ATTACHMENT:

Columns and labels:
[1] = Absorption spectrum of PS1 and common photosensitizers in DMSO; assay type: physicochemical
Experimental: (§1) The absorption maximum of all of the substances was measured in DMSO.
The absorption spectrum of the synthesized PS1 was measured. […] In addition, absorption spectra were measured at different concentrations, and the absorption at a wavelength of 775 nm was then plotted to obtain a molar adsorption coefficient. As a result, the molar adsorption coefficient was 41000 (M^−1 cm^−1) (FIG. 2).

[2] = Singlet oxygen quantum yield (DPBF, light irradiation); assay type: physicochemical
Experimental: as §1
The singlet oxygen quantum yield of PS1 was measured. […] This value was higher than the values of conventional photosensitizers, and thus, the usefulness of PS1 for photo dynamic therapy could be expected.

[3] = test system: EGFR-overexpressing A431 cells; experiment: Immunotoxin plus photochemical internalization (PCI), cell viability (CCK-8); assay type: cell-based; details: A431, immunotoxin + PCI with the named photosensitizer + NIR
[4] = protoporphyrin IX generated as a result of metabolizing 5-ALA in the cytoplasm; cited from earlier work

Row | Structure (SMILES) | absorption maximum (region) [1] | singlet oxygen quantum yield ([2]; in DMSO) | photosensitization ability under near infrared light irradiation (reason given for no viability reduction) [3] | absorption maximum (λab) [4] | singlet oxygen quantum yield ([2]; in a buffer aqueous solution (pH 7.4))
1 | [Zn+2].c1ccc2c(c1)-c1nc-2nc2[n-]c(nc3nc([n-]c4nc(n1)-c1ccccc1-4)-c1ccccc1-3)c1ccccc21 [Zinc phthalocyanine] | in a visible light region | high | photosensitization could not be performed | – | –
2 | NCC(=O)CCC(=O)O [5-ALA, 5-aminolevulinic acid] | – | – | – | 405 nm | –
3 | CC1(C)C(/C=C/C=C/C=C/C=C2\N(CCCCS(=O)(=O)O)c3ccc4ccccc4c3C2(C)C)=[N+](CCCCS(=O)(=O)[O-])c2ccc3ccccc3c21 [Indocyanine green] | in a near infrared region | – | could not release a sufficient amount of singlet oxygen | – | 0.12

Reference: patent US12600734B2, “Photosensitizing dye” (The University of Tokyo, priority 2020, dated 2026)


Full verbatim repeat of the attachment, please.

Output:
Columns and labels:
[1] = Absorption spectrum of PS1 and common photosensitizers in DMSO; assay type: physicochemical
Experimental: (§1) The absorption maximum of all of the substances was measured in DMSO.
The absorption spectrum of the synthesized PS1 was measured. […] In addition, absorption spectra were measured at different concentrations, and the absorption at a wavelength of 775 nm was then plotted to obtain a molar adsorption coefficient. As a result, the molar adsorption coefficient was 41000 (M^−1 cm^−1) (FIG. 2).

[2] = Singlet oxygen quantum yield (DPBF, light irradiation); assay type: physicochemical
Experimental: as §1
The singlet oxygen quantum yield of PS1 was measured. […] This value was higher than the values of conventional photosensitizers, and thus, the usefulness of PS1 for photo dynamic therapy could be expected.

[3] = test system: EGFR-overexpressing A431 cells; experiment: Immunotoxin plus photochemical internalization (PCI), cell viability (CCK-8); assay type: cell-based; details: A431, immunotoxin + PCI with the named photosensitizer + NIR
[4] = protoporphyrin IX generated as a result of metabolizing 5-ALA in the cytoplasm; cited from earlier work

Row | Structure (SMILES) | absorption maximum (region) [1] | singlet oxygen quantum yield ([2]; in DMSO) | photosensitization ability under near infrared light irradiation (reason given for no viability reduction) [3] | absorption maximum (λab) [4] | singlet oxygen quantum yield ([2]; in a buffer aqueous solution (pH 7.4))
1 | [Zn+2].c1ccc2c(c1)-c1nc-2nc2[n-]c(nc3nc([n-]c4nc(n1)-c1ccccc1-4)-c1ccccc1-3)c1ccccc21 [Zinc phthalocyanine] | in a visible light region | high | photosensitization could not be performed | – | –
2 | NCC(=O)CCC(=O)O [5-ALA, 5-aminolevulinic acid] | – | – | – | 405 nm | –
3 | CC1(C)C(/C=C/C=C/C=C/C=C2\N(CCCCS(=O)(=O)O)c3ccc4ccccc4c3C2(C)C)=[N+](CCCCS(=O)(=O)[O-])c2ccc3ccccc3c21 [Indocyanine green] | in a near infrared region | – | could not release a sufficient amount of singlet oxygen | – | 0.12

Reference: patent US12600734B2, “Photosensitizing dye” (The University of Tokyo, priority 2020, dated 2026)